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ERIC Number: ED362965
Record Type: RIE
Publication Date: 1993-Apr
Pages: 11
Abstractor: N/A
Reference Count: N/A
Arkansas: The State of the State.
Schoppmeyer, Martin W.
In a poor state such as Arkansas, progress is often a slow and painful process. Particularly in the area of teacher salaries, school funding plans are often thwarted by budget shortfalls. Court decisions and efforts to stabilize and equalize school funding and local property taxes have led to political battles over taxation. Constitutional Amendment 59 attempted to prevent large tax increases and created three property tax categories: real property, personal property, and carrier and utility. Under the amendment, school income could increase only if real property millage rose as well. When the state's education funding system was declared unconstitutional in 1983, a 1 percent sales tax was levied to supplement education. Next, Act 34 created a new education finance system, but it did not create equitable educational financing. And although Act 34 set new standards for teacher salaries, they did not rise significantly. Gains in teacher salaries were made through a one-half cent increase in the sales tax approved in 1991. These gains were lessened in 1992 by Amendment 71, which removed household goods from personal property taxes. The state legislature is attempting to solve the problems of inadequate and unstable school funding but faces significant political obstacles. (JPT)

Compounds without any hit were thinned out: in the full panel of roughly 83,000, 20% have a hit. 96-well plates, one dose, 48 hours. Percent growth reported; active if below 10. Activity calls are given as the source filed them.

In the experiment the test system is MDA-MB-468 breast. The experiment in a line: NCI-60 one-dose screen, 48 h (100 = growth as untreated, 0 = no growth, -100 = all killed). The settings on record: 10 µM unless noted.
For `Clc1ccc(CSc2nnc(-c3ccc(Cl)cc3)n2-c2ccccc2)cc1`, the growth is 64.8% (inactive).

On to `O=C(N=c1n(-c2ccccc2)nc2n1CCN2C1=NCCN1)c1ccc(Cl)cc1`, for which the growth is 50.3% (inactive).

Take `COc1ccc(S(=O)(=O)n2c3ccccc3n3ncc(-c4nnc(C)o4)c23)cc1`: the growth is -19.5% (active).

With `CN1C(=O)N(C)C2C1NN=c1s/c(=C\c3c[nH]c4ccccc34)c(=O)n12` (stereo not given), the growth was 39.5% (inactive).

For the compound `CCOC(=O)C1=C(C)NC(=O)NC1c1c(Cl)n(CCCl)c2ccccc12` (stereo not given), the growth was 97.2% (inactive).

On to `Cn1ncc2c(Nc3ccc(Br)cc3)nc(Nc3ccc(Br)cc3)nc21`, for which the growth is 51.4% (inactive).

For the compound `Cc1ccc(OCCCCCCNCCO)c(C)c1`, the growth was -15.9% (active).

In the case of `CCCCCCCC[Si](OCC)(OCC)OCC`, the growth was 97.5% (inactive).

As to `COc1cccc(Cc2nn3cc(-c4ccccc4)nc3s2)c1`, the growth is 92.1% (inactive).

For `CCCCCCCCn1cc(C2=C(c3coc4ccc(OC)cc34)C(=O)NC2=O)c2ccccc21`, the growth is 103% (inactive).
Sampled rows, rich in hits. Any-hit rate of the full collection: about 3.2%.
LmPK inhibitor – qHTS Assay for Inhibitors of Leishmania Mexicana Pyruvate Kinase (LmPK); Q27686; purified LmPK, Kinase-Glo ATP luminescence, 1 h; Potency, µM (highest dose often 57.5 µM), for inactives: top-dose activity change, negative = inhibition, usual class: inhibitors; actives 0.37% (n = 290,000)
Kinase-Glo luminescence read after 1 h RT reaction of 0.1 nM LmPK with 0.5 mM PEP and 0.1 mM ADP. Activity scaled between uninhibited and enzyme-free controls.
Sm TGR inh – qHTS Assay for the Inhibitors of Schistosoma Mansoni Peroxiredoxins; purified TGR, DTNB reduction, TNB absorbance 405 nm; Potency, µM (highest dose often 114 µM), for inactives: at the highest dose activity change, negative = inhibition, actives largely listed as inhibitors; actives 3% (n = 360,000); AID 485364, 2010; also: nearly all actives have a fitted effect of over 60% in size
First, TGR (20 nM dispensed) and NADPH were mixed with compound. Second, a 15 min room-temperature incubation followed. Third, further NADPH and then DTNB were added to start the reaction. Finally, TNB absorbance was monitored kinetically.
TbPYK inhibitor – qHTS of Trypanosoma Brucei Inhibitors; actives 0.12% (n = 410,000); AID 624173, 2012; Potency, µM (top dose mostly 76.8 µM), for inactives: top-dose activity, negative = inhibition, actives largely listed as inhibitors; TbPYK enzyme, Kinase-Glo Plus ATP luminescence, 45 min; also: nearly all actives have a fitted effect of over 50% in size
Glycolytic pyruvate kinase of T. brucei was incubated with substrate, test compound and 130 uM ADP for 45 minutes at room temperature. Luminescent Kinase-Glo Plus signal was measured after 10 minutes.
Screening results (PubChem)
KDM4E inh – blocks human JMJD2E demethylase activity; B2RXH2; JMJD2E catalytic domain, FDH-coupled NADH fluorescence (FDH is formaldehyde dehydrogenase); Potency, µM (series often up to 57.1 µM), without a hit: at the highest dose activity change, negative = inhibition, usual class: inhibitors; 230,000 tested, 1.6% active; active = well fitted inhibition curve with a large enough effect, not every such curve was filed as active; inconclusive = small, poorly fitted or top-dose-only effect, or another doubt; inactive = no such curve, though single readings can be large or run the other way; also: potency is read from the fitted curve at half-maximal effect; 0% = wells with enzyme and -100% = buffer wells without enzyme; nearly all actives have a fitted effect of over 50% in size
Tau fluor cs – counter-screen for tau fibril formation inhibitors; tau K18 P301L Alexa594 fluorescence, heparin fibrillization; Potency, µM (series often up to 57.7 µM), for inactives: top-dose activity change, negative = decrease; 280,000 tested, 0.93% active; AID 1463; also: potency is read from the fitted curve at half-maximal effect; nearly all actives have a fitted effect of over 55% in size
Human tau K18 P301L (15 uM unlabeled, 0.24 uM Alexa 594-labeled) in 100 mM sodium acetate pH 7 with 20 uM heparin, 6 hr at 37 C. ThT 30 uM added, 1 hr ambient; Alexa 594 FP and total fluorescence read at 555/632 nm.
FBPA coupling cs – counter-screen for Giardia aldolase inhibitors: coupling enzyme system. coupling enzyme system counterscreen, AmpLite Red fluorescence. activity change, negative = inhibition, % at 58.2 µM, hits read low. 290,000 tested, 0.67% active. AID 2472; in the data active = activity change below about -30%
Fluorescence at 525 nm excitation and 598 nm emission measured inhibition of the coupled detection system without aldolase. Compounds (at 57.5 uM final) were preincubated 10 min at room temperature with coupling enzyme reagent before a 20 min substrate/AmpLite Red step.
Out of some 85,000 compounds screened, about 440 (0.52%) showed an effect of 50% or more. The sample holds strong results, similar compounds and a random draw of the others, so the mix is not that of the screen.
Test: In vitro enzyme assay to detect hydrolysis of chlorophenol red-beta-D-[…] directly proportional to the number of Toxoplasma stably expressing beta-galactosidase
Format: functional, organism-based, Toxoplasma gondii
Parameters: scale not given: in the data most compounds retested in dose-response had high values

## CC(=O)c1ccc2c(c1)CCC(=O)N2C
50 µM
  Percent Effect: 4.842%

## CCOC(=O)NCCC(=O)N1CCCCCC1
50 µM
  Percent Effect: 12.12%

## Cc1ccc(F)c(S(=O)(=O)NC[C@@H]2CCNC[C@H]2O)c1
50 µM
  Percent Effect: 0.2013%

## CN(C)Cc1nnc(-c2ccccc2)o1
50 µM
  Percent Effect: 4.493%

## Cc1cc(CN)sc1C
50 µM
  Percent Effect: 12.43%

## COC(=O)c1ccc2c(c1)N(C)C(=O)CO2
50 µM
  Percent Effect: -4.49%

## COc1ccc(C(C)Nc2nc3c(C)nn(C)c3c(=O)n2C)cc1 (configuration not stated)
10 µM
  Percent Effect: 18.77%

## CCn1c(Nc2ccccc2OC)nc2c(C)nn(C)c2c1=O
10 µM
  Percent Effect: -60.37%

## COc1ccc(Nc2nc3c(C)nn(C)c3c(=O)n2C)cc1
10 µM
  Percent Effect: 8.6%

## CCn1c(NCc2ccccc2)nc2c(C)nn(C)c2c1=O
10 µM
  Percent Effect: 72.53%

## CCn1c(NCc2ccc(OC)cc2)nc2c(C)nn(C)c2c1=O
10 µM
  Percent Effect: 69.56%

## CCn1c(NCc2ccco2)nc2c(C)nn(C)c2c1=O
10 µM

Publication Type: Speeches/Meeting Papers; Reports - Evaluative
Education Level: N/A
Audience: N/A
Language: English
Sponsor: N/A
Authoring Institution: N/A
Identifiers: Arkansas
Note: Paper presented at the Annual Meeting of the American Educational Research Association (Atlanta, GA, April 12-16, 1993).